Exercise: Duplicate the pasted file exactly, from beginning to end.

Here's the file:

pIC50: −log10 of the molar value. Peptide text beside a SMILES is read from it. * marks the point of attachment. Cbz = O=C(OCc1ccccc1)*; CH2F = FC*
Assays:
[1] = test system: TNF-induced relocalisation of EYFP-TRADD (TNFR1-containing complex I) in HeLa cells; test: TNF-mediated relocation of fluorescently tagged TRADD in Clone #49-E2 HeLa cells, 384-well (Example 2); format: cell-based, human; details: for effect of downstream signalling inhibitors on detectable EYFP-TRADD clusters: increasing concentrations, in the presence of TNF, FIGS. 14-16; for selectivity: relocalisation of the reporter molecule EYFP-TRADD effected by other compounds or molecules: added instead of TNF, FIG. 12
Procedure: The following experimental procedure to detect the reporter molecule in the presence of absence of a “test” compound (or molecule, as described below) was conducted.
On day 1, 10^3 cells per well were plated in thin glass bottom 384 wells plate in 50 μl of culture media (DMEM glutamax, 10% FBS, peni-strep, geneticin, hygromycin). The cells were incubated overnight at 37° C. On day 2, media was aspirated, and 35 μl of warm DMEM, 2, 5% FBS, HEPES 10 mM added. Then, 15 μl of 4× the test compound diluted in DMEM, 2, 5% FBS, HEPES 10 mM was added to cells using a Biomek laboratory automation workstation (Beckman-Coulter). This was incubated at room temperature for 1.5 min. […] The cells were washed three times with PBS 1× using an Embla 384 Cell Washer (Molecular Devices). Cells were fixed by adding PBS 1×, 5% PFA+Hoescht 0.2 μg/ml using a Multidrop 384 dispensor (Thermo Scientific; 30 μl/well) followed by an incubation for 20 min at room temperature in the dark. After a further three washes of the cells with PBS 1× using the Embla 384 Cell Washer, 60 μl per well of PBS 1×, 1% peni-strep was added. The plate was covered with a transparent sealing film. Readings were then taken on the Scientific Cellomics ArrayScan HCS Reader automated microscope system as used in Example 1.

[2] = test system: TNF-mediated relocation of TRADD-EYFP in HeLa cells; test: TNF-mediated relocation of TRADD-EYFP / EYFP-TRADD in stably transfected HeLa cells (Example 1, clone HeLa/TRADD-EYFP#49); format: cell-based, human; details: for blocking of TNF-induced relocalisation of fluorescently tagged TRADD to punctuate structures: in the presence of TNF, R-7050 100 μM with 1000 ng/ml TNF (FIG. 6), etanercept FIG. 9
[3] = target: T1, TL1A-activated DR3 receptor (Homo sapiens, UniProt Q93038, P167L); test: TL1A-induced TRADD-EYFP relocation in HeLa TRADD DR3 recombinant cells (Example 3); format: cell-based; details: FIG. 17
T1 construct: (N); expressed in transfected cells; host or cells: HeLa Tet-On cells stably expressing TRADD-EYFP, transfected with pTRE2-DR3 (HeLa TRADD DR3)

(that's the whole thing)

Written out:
pIC50: −log10 of the molar value. Peptide text beside a SMILES is read from it. * marks the point of attachment. Cbz = O=C(OCc1ccccc1)*; CH2F = FC*
Assays:
[1] = test system: TNF-induced relocalisation of EYFP-TRADD (TNFR1-containing complex I) in HeLa cells; test: TNF-mediated relocation of fluorescently tagged TRADD in Clone #49-E2 HeLa cells, 384-well (Example 2); format: cell-based, human; details: for effect of downstream signalling inhibitors on detectable EYFP-TRADD clusters: increasing concentrations, in the presence of TNF, FIGS. 14-16; for selectivity: relocalisation of the reporter molecule EYFP-TRADD effected by other compounds or molecules: added instead of TNF, FIG. 12
Procedure: The following experimental procedure to detect the reporter molecule in the presence of absence of a “test” compound (or molecule, as described below) was conducted.
On day 1, 10^3 cells per well were plated in thin glass bottom 384 wells plate in 50 μl of culture media (DMEM glutamax, 10% FBS, peni-strep, geneticin, hygromycin). The cells were incubated overnight at 37° C. On day 2, media was aspirated, and 35 μl of warm DMEM, 2, 5% FBS, HEPES 10 mM added. Then, 15 μl of 4× the test compound diluted in DMEM, 2, 5% FBS, HEPES 10 mM was added to cells using a Biomek laboratory automation workstation (Beckman-Coulter). This was incubated at room temperature for 1.5 min. […] The cells were washed three times with PBS 1× using an Embla 384 Cell Washer (Molecular Devices). Cells were fixed by adding PBS 1×, 5% PFA+Hoescht 0.2 μg/ml using a Multidrop 384 dispensor (Thermo Scientific; 30 μl/well) followed by an incubation for 20 min at room temperature in the dark. After a further three washes of the cells with PBS 1× using the Embla 384 Cell Washer, 60 μl per well of PBS 1×, 1% peni-strep was added. The plate was covered with a transparent sealing film. Readings were then taken on the Scientific Cellomics ArrayScan HCS Reader automated microscope system as used in Example 1.

[2] = test system: TNF-mediated relocation of TRADD-EYFP in HeLa cells; test: TNF-mediated relocation of TRADD-EYFP / EYFP-TRADD in stably transfected HeLa cells (Example 1, clone HeLa/TRADD-EYFP#49); format: cell-based, human; details: for blocking of TNF-induced relocalisation of fluorescently tagged TRADD to punctuate structures: in the presence of TNF, R-7050 100 μM with 1000 ng/ml TNF (FIG. 6), etanercept FIG. 9
[3] = target: T1, TL1A-activated DR3 receptor (Homo sapiens, UniProt Q93038, P167L); test: TL1A-induced TRADD-EYFP relocation in HeLa TRADD DR3 recombinant cells (Example 3); format: cell-based; details: FIG. 17
T1 construct: (N); expressed in transfected cells; host or cells: HeLa Tet-On cells stably expressing TRADD-EYFP, transfected with pTRE2-DR3 (HeLa TRADD DR3)